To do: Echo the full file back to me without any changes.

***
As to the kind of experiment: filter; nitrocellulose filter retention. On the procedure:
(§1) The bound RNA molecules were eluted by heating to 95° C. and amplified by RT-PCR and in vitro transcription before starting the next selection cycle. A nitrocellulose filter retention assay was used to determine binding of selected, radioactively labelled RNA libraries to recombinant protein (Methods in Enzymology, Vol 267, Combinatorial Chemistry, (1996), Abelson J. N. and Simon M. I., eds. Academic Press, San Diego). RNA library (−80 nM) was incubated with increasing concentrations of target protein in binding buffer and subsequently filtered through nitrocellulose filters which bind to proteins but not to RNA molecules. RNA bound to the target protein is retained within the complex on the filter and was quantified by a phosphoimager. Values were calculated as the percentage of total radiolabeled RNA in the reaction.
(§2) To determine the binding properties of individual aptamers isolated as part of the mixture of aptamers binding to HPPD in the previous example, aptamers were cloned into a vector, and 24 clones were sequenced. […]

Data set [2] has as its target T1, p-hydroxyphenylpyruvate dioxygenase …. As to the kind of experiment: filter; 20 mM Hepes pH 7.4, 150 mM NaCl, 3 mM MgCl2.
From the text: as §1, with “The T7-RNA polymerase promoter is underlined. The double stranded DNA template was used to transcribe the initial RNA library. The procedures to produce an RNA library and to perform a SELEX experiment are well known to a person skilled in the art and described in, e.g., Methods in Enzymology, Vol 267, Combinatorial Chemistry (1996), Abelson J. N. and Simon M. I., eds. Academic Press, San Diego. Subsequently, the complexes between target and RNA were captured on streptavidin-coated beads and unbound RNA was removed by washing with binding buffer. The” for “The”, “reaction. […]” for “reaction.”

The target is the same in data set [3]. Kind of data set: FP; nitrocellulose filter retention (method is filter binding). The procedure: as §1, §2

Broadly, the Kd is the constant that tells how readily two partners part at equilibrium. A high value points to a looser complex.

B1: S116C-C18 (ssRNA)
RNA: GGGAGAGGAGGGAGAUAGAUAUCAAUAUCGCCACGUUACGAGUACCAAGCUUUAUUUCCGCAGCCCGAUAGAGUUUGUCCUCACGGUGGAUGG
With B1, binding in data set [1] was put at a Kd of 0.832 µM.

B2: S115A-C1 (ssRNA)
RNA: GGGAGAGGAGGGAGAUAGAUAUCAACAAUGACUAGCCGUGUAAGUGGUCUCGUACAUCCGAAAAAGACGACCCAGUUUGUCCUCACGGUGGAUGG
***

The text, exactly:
As to the kind of experiment: filter; nitrocellulose filter retention. On the procedure:
(§1) The bound RNA molecules were eluted by heating to 95° C. and amplified by RT-PCR and in vitro transcription before starting the next selection cycle. A nitrocellulose filter retention assay was used to determine binding of selected, radioactively labelled RNA libraries to recombinant protein (Methods in Enzymology, Vol 267, Combinatorial Chemistry, (1996), Abelson J. N. and Simon M. I., eds. Academic Press, San Diego). RNA library (−80 nM) was incubated with increasing concentrations of target protein in binding buffer and subsequently filtered through nitrocellulose filters which bind to proteins but not to RNA molecules. RNA bound to the target protein is retained within the complex on the filter and was quantified by a phosphoimager. Values were calculated as the percentage of total radiolabeled RNA in the reaction.
(§2) To determine the binding properties of individual aptamers isolated as part of the mixture of aptamers binding to HPPD in the previous example, aptamers were cloned into a vector, and 24 clones were sequenced. […]

Data set [2] has as its target T1, p-hydroxyphenylpyruvate dioxygenase …. As to the kind of experiment: filter; 20 mM Hepes pH 7.4, 150 mM NaCl, 3 mM MgCl2.
From the text: as §1, with “The T7-RNA polymerase promoter is underlined. The double stranded DNA template was used to transcribe the initial RNA library. The procedures to produce an RNA library and to perform a SELEX experiment are well known to a person skilled in the art and described in, e.g., Methods in Enzymology, Vol 267, Combinatorial Chemistry (1996), Abelson J. N. and Simon M. I., eds. Academic Press, San Diego. Subsequently, the complexes between target and RNA were captured on streptavidin-coated beads and unbound RNA was removed by washing with binding buffer. The” for “The”, “reaction. […]” for “reaction.”

The target is the same in data set [3]. Kind of data set: FP; nitrocellulose filter retention (method is filter binding). The procedure: as §1, §2

Broadly, the Kd is the constant that tells how readily two partners part at equilibrium. A high value points to a looser complex.

B1: S116C-C18 (ssRNA)
RNA: GGGAGAGGAGGGAGAUAGAUAUCAAUAUCGCCACGUUACGAGUACCAAGCUUUAUUUCCGCAGCCCGAUAGAGUUUGUCCUCACGGUGGAUGG
With B1, binding in data set [1] was put at a Kd of 0.832 µM.

B2: S115A-C1 (ssRNA)
RNA: GGGAGAGGAGGGAGAUAGAUAUCAACAAUGACUAGCCGUGUAAGUGGUCUCGUACAUCCGAAAAAGACGACCCAGUUUGUCCUCACGGUGGAUGG